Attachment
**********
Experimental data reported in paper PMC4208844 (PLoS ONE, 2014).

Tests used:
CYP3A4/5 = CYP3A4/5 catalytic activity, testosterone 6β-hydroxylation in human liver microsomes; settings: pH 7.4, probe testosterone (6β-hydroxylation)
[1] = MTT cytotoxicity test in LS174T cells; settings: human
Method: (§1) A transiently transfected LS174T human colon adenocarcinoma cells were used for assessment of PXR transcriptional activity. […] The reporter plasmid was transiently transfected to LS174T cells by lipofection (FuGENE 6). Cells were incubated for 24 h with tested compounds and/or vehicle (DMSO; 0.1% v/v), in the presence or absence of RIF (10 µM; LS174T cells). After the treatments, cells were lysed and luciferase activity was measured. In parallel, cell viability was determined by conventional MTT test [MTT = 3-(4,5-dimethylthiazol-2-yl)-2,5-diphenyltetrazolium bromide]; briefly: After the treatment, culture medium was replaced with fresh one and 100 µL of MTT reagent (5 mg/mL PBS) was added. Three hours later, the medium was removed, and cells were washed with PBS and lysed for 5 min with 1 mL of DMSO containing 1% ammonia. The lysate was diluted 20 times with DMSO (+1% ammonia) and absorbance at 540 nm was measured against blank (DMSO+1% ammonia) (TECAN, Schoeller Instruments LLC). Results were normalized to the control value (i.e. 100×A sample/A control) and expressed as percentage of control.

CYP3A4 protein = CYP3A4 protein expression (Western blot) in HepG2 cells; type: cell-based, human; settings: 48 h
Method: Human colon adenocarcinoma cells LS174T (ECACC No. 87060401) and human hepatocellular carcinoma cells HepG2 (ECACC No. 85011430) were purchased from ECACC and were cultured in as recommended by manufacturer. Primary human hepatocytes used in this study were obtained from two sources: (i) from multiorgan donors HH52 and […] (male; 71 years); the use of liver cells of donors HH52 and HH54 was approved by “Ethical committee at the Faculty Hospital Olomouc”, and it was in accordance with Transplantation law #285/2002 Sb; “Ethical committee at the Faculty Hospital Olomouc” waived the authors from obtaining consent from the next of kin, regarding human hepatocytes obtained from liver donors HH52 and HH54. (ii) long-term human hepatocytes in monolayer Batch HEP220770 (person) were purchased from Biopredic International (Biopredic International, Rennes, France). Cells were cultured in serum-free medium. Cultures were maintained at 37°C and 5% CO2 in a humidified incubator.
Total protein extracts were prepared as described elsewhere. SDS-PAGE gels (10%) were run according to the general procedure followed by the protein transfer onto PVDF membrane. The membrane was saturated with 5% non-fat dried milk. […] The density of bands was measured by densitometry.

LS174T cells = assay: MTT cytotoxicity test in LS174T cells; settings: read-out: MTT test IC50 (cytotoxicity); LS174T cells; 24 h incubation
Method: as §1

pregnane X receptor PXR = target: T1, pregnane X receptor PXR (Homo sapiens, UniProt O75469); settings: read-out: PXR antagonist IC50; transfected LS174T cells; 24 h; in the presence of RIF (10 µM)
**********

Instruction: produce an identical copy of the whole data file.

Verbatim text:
Experimental data reported in paper PMC4208844 (PLoS ONE, 2014).

Tests used:
CYP3A4/5 = CYP3A4/5 catalytic activity, testosterone 6β-hydroxylation in human liver microsomes; settings: pH 7.4, probe testosterone (6β-hydroxylation)
[1] = MTT cytotoxicity test in LS174T cells; settings: human
Method: (§1) A transiently transfected LS174T human colon adenocarcinoma cells were used for assessment of PXR transcriptional activity. […] The reporter plasmid was transiently transfected to LS174T cells by lipofection (FuGENE 6). Cells were incubated for 24 h with tested compounds and/or vehicle (DMSO; 0.1% v/v), in the presence or absence of RIF (10 µM; LS174T cells). After the treatments, cells were lysed and luciferase activity was measured. In parallel, cell viability was determined by conventional MTT test [MTT = 3-(4,5-dimethylthiazol-2-yl)-2,5-diphenyltetrazolium bromide]; briefly: After the treatment, culture medium was replaced with fresh one and 100 µL of MTT reagent (5 mg/mL PBS) was added. Three hours later, the medium was removed, and cells were washed with PBS and lysed for 5 min with 1 mL of DMSO containing 1% ammonia. The lysate was diluted 20 times with DMSO (+1% ammonia) and absorbance at 540 nm was measured against blank (DMSO+1% ammonia) (TECAN, Schoeller Instruments LLC). Results were normalized to the control value (i.e. 100×A sample/A control) and expressed as percentage of control.

CYP3A4 protein = CYP3A4 protein expression (Western blot) in HepG2 cells; type: cell-based, human; settings: 48 h
Method: Human colon adenocarcinoma cells LS174T (ECACC No. 87060401) and human hepatocellular carcinoma cells HepG2 (ECACC No. 85011430) were purchased from ECACC and were cultured in as recommended by manufacturer. Primary human hepatocytes used in this study were obtained from two sources: (i) from multiorgan donors HH52 and […] (male; 71 years); the use of liver cells of donors HH52 and HH54 was approved by “Ethical committee at the Faculty Hospital Olomouc”, and it was in accordance with Transplantation law #285/2002 Sb; “Ethical committee at the Faculty Hospital Olomouc” waived the authors from obtaining consent from the next of kin, regarding human hepatocytes obtained from liver donors HH52 and HH54. (ii) long-term human hepatocytes in monolayer Batch HEP220770 (person) were purchased from Biopredic International (Biopredic International, Rennes, France). Cells were cultured in serum-free medium. Cultures were maintained at 37°C and 5% CO2 in a humidified incubator.
Total protein extracts were prepared as described elsewhere. SDS-PAGE gels (10%) were run according to the general procedure followed by the protein transfer onto PVDF membrane. The membrane was saturated with 5% non-fat dried milk. […] The density of bands was measured by densitometry.

LS174T cells = assay: MTT cytotoxicity test in LS174T cells; settings: read-out: MTT test IC50 (cytotoxicity); LS174T cells; 24 h incubation
Method: as §1

pregnane X receptor PXR = target: T1, pregnane X receptor PXR (Homo sapiens, UniProt O75469); settings: read-out: PXR antagonist IC50; transfected LS174T cells; 24 h; in the presence of RIF (10 µM)